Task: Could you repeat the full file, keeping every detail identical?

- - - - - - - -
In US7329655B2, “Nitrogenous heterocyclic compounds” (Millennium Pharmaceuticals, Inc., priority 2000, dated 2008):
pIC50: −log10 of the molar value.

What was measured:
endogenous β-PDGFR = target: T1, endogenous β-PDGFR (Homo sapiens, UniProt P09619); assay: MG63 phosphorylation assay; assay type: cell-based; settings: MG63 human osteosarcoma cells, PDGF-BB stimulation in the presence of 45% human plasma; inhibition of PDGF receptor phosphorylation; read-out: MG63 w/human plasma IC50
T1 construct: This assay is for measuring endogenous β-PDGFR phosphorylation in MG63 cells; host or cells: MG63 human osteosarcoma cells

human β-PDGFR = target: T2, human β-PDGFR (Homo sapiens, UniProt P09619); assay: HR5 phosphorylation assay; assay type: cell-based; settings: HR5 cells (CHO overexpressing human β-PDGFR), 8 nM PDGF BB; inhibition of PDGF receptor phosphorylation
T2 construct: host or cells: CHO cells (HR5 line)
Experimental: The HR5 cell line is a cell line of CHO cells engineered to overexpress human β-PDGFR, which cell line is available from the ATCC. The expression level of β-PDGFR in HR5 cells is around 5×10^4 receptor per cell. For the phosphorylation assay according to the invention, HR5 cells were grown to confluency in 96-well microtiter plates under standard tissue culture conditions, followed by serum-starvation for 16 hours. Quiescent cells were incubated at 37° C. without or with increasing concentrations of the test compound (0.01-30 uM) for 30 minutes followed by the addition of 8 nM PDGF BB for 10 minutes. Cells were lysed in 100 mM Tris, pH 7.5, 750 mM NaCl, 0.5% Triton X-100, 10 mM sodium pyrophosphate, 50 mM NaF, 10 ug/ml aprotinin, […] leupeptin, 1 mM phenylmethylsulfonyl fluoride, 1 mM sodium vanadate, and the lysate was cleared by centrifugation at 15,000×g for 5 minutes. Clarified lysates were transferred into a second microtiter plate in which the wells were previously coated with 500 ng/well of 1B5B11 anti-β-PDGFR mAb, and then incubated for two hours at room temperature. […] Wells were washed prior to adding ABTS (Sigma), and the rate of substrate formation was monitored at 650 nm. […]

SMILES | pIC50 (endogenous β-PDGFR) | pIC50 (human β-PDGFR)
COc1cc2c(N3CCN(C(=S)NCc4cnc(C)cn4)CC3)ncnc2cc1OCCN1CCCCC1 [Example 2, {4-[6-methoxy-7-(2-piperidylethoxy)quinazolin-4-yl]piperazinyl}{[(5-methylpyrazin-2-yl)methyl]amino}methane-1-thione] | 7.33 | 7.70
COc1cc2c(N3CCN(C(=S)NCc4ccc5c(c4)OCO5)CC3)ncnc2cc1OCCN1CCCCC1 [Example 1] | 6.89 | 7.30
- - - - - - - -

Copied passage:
In US7329655B2, “Nitrogenous heterocyclic compounds” (Millennium Pharmaceuticals, Inc., priority 2000, dated 2008):
pIC50: −log10 of the molar value.

What was measured:
endogenous β-PDGFR = target: T1, endogenous β-PDGFR (Homo sapiens, UniProt P09619); assay: MG63 phosphorylation assay; assay type: cell-based; settings: MG63 human osteosarcoma cells, PDGF-BB stimulation in the presence of 45% human plasma; inhibition of PDGF receptor phosphorylation; read-out: MG63 w/human plasma IC50
T1 construct: This assay is for measuring endogenous β-PDGFR phosphorylation in MG63 cells; host or cells: MG63 human osteosarcoma cells

human β-PDGFR = target: T2, human β-PDGFR (Homo sapiens, UniProt P09619); assay: HR5 phosphorylation assay; assay type: cell-based; settings: HR5 cells (CHO overexpressing human β-PDGFR), 8 nM PDGF BB; inhibition of PDGF receptor phosphorylation
T2 construct: host or cells: CHO cells (HR5 line)
Experimental: The HR5 cell line is a cell line of CHO cells engineered to overexpress human β-PDGFR, which cell line is available from the ATCC. The expression level of β-PDGFR in HR5 cells is around 5×10^4 receptor per cell. For the phosphorylation assay according to the invention, HR5 cells were grown to confluency in 96-well microtiter plates under standard tissue culture conditions, followed by serum-starvation for 16 hours. Quiescent cells were incubated at 37° C. without or with increasing concentrations of the test compound (0.01-30 uM) for 30 minutes followed by the addition of 8 nM PDGF BB for 10 minutes. Cells were lysed in 100 mM Tris, pH 7.5, 750 mM NaCl, 0.5% Triton X-100, 10 mM sodium pyrophosphate, 50 mM NaF, 10 ug/ml aprotinin, […] leupeptin, 1 mM phenylmethylsulfonyl fluoride, 1 mM sodium vanadate, and the lysate was cleared by centrifugation at 15,000×g for 5 minutes. Clarified lysates were transferred into a second microtiter plate in which the wells were previously coated with 500 ng/well of 1B5B11 anti-β-PDGFR mAb, and then incubated for two hours at room temperature. […] Wells were washed prior to adding ABTS (Sigma), and the rate of substrate formation was monitored at 650 nm. […]

SMILES | pIC50 (endogenous β-PDGFR) | pIC50 (human β-PDGFR)
COc1cc2c(N3CCN(C(=S)NCc4cnc(C)cn4)CC3)ncnc2cc1OCCN1CCCCC1 [Example 2, {4-[6-methoxy-7-(2-piperidylethoxy)quinazolin-4-yl]piperazinyl}{[(5-methylpyrazin-2-yl)methyl]amino}methane-1-thione] | 7.33 | 7.70
COc1cc2c(N3CCN(C(=S)NCc4ccc5c(c4)OCO5)CC3)ncnc2cc1OCCN1CCCCC1 [Example 1] | 6.89 | 7.30